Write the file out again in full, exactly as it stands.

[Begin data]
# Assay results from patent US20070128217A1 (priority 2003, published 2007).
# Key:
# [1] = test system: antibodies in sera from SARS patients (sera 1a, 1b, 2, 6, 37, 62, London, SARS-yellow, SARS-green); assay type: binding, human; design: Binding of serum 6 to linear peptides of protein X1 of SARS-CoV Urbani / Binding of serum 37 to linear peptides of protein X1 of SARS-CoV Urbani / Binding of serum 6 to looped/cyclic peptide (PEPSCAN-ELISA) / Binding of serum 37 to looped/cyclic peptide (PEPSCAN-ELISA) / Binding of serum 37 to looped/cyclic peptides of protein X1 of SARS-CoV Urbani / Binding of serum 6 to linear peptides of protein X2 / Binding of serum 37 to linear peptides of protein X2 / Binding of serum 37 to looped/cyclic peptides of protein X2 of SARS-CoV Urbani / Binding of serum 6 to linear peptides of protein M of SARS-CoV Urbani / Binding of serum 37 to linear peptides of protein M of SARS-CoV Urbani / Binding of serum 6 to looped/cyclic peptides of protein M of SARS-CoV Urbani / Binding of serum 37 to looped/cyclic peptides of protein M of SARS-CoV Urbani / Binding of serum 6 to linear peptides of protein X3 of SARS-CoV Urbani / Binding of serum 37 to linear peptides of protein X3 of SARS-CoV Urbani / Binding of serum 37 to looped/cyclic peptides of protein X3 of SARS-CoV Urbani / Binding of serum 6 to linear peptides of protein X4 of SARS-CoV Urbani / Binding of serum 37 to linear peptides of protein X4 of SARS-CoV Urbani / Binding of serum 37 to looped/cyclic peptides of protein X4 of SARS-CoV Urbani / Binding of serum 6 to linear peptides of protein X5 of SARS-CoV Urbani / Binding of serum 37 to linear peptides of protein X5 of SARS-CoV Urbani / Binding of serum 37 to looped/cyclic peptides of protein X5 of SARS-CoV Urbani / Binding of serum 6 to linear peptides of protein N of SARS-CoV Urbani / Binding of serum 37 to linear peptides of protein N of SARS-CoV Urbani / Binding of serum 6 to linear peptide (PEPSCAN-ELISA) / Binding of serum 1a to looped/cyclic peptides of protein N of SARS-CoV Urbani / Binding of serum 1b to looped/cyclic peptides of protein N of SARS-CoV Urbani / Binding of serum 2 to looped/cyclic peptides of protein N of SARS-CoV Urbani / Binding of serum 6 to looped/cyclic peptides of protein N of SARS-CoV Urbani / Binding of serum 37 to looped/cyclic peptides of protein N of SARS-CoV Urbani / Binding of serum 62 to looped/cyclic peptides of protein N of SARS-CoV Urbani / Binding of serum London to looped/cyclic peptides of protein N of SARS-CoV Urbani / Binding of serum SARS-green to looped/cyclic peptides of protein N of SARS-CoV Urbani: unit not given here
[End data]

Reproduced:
# Assay results from patent US20070128217A1 (priority 2003, published 2007).
# Key:
# [1] = test system: antibodies in sera from SARS patients (sera 1a, 1b, 2, 6, 37, 62, London, SARS-yellow, SARS-green); assay type: binding, human; design: Binding of serum 6 to linear peptides of protein X1 of SARS-CoV Urbani / Binding of serum 37 to linear peptides of protein X1 of SARS-CoV Urbani / Binding of serum 6 to looped/cyclic peptide (PEPSCAN-ELISA) / Binding of serum 37 to looped/cyclic peptide (PEPSCAN-ELISA) / Binding of serum 37 to looped/cyclic peptides of protein X1 of SARS-CoV Urbani / Binding of serum 6 to linear peptides of protein X2 / Binding of serum 37 to linear peptides of protein X2 / Binding of serum 37 to looped/cyclic peptides of protein X2 of SARS-CoV Urbani / Binding of serum 6 to linear peptides of protein M of SARS-CoV Urbani / Binding of serum 37 to linear peptides of protein M of SARS-CoV Urbani / Binding of serum 6 to looped/cyclic peptides of protein M of SARS-CoV Urbani / Binding of serum 37 to looped/cyclic peptides of protein M of SARS-CoV Urbani / Binding of serum 6 to linear peptides of protein X3 of SARS-CoV Urbani / Binding of serum 37 to linear peptides of protein X3 of SARS-CoV Urbani / Binding of serum 37 to looped/cyclic peptides of protein X3 of SARS-CoV Urbani / Binding of serum 6 to linear peptides of protein X4 of SARS-CoV Urbani / Binding of serum 37 to linear peptides of protein X4 of SARS-CoV Urbani / Binding of serum 37 to looped/cyclic peptides of protein X4 of SARS-CoV Urbani / Binding of serum 6 to linear peptides of protein X5 of SARS-CoV Urbani / Binding of serum 37 to linear peptides of protein X5 of SARS-CoV Urbani / Binding of serum 37 to looped/cyclic peptides of protein X5 of SARS-CoV Urbani / Binding of serum 6 to linear peptides of protein N of SARS-CoV Urbani / Binding of serum 37 to linear peptides of protein N of SARS-CoV Urbani / Binding of serum 6 to linear peptide (PEPSCAN-ELISA) / Binding of serum 1a to looped/cyclic peptides of protein N of SARS-CoV Urbani / Binding of serum 1b to looped/cyclic peptides of protein N of SARS-CoV Urbani / Binding of serum 2 to looped/cyclic peptides of protein N of SARS-CoV Urbani / Binding of serum 6 to looped/cyclic peptides of protein N of SARS-CoV Urbani / Binding of serum 37 to looped/cyclic peptides of protein N of SARS-CoV Urbani / Binding of serum 62 to looped/cyclic peptides of protein N of SARS-CoV Urbani / Binding of serum London to looped/cyclic peptides of protein N of SARS-CoV Urbani / Binding of serum SARS-green to looped/cyclic peptides of protein N of SARS-CoV Urbani: unit not given here